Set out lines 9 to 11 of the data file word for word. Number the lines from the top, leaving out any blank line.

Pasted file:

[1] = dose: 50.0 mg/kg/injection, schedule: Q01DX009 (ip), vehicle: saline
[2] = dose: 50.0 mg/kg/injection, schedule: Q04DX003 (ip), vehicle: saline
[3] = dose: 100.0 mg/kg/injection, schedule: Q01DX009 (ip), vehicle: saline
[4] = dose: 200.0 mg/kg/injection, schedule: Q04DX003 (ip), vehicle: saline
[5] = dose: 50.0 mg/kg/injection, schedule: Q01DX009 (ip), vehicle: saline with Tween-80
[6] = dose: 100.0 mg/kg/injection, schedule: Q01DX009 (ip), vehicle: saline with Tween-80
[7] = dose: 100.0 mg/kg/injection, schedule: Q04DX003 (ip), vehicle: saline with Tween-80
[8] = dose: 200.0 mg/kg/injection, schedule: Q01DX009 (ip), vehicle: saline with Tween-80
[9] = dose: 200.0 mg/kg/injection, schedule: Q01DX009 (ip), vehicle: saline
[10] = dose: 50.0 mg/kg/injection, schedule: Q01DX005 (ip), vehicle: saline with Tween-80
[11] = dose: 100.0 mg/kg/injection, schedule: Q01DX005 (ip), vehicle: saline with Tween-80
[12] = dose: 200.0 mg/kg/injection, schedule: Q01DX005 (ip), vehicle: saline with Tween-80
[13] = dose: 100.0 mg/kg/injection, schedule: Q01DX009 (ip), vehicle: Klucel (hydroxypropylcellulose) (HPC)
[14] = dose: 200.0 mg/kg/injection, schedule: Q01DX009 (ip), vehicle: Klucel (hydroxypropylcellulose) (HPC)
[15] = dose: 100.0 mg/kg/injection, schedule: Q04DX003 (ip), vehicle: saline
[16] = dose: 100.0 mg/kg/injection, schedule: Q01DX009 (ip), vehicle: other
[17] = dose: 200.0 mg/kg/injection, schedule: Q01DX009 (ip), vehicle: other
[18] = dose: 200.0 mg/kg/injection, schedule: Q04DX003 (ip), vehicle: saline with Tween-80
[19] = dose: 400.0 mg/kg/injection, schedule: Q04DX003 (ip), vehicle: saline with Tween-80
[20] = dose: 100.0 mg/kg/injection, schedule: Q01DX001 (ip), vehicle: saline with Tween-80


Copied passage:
[9] = dose: 200.0 mg/kg/injection, schedule: Q01DX009 (ip), vehicle: saline
[10] = dose: 50.0 mg/kg/injection, schedule: Q01DX005 (ip), vehicle: saline with Tween-80
[11] = dose: 100.0 mg/kg/injection, schedule: Q01DX005 (ip), vehicle: saline with Tween-80